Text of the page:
Sep 17–Dec 18, 2021

Chicago Architecture Biennial 2021

The Available City
Address
78 E. Washington St. , Chicago IL 60602 Map

EXCERPT OF ESSAY BY DAVID BROWN

The 2021 Chicago Architectural Biennial titled The Available City presents the city as a site for a new urban design proposal and global dialogue. The Available City focuses on the potential for creating collective space in Chicago’s ten thousand-plus city-owned vacant lots, which are concentrated in eighteen underserved South and West neighborhoods that are home to primarily Black and Brown communities. The Available City's collaborative and improvisational approach to creating a new urban landscape is community first rather than system first, as it works from a small scale to a large scale and over time to provide diverse forms and activities to foster collective spaces that are transformative for the residents and communities of each neighborhood. It’s an urban design approach that is informed by Black culture, especially as it relates to improvisation.

The Available City poses four key provocations: Our Missions Are Urbanisms; Futures We Could Have Today; Something Patterned, Wild, and Free; and A Power That’s Stronger than Itself, which inform the Biennial gallery exhibitions and essays. The texts and works on exhibit reflect on critical issues and questions that are not exclusive to Chicago: Who participates in the design of the city? How can changed points of view and changed policies offer new possibilities? Who are the improvisational organizers of the city? How can small elements have an exponential impact in the aggregate? In addition to the essays and exhibitions, the Biennial manifests this urban design approach by creating collective spaces in neighborhoods that we can experience and respond to and by providing ways in which other ideas for collective spaces can be developed over time. By design, the development of ideas to make city-owned lots into collective spaces engages organizations and residents in those neighborhoods, in addition to architects and designers. The Available City foregrounds how under-resourced communities have ideas for their neighborhoods that can contribute to the larger character and design of the city.

As considered in The Available City, collective spaces are publicly accessible spaces that possess forms and activities varied enough to generate and accommodate a diversity of interests and needs in a neighborhood or community. Collective spaces implemented by community organizations can address art and culture, technology, transportation and infrastructure, education and youth development, health and wellness, green and open space, sports and recreation, workplace development, economic development, and capacity building. Additionally, public safety is addressed indirectly through the livability that collective spaces in a neighborhood can provide. The primary focus of the Biennial is on community-partner sites for collective spaces. Site-specific structures were developed through a collaborative design process between architects, artists, and community organizations to realize new possibilities today. Some of the projects are temporary, while others are permanent. Many of these projects will evolve through events hosted by the Biennial on highlight weekends and activities initiated by residents week by week.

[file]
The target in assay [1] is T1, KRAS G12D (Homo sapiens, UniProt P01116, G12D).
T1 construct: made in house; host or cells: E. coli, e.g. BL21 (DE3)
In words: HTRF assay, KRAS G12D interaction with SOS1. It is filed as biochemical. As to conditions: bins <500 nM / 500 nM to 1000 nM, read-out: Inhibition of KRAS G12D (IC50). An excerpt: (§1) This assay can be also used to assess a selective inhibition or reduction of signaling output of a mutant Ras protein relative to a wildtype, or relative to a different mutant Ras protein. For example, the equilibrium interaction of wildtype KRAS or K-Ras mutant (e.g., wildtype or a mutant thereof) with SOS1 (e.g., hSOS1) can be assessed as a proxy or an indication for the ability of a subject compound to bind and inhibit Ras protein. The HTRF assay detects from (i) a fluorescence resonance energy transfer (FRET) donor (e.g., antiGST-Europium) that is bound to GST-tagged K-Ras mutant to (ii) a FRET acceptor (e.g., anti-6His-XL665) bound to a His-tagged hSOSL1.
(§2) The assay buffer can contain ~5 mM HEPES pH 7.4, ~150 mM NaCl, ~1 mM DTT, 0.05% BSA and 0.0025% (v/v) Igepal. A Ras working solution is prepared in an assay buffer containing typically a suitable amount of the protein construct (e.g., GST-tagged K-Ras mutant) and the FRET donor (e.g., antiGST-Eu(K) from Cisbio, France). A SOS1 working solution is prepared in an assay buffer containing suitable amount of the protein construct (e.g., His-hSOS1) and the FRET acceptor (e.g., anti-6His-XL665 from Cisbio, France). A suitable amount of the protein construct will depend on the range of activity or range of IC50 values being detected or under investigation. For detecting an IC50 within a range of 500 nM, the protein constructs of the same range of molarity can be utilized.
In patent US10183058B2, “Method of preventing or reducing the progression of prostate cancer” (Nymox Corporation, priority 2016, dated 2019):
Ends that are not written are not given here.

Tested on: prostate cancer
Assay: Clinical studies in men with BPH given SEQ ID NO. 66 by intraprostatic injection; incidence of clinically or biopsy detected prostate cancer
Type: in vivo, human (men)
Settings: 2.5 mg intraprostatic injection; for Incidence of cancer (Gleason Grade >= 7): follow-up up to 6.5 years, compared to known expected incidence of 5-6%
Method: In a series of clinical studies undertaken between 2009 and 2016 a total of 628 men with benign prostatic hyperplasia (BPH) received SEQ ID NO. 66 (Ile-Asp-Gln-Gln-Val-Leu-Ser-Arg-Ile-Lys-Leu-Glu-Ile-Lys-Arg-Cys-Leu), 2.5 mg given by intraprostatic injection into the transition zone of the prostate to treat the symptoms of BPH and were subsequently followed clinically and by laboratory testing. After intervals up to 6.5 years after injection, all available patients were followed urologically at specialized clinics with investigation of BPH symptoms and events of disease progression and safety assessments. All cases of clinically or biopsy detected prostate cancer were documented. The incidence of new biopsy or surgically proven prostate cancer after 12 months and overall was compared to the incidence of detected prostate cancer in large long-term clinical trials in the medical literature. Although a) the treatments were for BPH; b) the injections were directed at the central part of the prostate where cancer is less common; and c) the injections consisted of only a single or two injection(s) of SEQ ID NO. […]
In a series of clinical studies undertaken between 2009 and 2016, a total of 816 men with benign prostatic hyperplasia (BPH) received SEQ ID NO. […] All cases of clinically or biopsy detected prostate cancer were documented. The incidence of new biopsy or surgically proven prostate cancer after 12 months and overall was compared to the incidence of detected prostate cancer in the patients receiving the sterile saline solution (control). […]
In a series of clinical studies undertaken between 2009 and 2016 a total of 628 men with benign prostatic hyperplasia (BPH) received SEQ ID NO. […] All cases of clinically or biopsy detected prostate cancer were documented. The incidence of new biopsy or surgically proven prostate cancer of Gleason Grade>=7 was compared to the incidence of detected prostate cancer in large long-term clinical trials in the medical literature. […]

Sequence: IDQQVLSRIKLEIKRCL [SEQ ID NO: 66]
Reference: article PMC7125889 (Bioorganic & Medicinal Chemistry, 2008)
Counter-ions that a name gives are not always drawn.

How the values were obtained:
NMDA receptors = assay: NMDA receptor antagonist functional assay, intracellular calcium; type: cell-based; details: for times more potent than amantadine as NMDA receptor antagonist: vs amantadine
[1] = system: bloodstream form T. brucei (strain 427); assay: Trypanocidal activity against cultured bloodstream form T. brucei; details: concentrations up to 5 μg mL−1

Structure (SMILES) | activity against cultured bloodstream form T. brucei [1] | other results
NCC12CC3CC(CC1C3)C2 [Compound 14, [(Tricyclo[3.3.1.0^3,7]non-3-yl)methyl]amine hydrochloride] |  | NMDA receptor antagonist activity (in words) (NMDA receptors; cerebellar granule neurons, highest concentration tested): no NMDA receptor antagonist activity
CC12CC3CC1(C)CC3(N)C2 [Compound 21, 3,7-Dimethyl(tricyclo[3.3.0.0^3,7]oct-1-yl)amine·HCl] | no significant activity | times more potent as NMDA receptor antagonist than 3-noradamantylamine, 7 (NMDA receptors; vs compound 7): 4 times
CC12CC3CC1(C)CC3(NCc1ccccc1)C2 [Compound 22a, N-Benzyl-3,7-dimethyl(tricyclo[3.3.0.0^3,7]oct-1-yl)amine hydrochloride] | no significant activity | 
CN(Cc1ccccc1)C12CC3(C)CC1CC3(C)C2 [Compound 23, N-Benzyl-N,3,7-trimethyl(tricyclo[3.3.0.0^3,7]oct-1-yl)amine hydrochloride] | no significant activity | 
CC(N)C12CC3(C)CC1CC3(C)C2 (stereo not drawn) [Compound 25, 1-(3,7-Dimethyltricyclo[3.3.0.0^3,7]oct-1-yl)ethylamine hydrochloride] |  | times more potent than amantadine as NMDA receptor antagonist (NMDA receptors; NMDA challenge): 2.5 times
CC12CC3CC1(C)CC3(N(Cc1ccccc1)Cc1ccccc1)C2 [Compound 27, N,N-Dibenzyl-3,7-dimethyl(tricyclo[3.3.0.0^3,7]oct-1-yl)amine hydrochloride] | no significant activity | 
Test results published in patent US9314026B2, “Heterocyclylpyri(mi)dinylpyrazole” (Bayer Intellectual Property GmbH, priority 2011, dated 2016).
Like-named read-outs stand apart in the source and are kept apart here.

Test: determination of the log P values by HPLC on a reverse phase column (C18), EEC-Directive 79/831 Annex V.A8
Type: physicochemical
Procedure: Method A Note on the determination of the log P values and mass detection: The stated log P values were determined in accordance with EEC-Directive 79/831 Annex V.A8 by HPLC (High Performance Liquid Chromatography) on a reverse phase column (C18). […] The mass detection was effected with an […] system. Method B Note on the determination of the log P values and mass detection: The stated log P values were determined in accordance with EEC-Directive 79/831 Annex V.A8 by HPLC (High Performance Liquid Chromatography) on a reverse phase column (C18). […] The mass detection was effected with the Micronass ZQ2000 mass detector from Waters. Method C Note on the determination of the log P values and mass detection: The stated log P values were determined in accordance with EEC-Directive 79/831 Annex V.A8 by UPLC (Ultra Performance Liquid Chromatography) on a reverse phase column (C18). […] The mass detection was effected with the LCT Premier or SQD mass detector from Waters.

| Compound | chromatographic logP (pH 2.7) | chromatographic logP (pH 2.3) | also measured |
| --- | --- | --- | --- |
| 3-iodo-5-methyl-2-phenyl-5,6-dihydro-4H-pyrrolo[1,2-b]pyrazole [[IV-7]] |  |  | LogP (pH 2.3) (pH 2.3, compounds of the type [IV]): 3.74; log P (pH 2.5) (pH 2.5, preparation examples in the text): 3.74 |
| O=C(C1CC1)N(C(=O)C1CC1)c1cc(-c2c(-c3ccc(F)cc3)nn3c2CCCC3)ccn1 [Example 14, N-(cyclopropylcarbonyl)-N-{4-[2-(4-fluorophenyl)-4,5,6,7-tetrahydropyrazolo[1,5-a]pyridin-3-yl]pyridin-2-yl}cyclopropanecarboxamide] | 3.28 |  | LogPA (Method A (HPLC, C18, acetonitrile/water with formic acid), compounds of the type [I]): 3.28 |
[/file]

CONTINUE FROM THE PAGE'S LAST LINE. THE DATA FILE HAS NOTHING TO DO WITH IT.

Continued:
The fact that this urban design proposal impacts multiple neighborhoods; engages a large number of residents, alongside a large number of designers, to think about collective spaces; and evinces how those spaces can amass into a larger landscape makes it an appropriate focus for the Biennial. In turn, the Biennial’s global platform enables the participation of designers from around the world and community-site partners in five neighborhoods (North Lawndale, Englewood, Woodlawn, Bronzeville, and Pilsen), where vacant lots are prevalent, along with a site in South Loop. This scale of engagement aligns with the urban design proposal’s scope. This edition of the Biennial highlights the value of architecture and the roles and impacts designers can have in working with neighborhoods and communities to introduce spaces that can be transformative—addressing interests, needs, and expectations in surprising ways. Through its unique connection to urban design, the Biennial thus becomes engaged in the making of the city—and is itself changed. In exploring The Available City, the 2021 Biennial opens up questions of what could and should be the relationship of biennials to urban design and the city.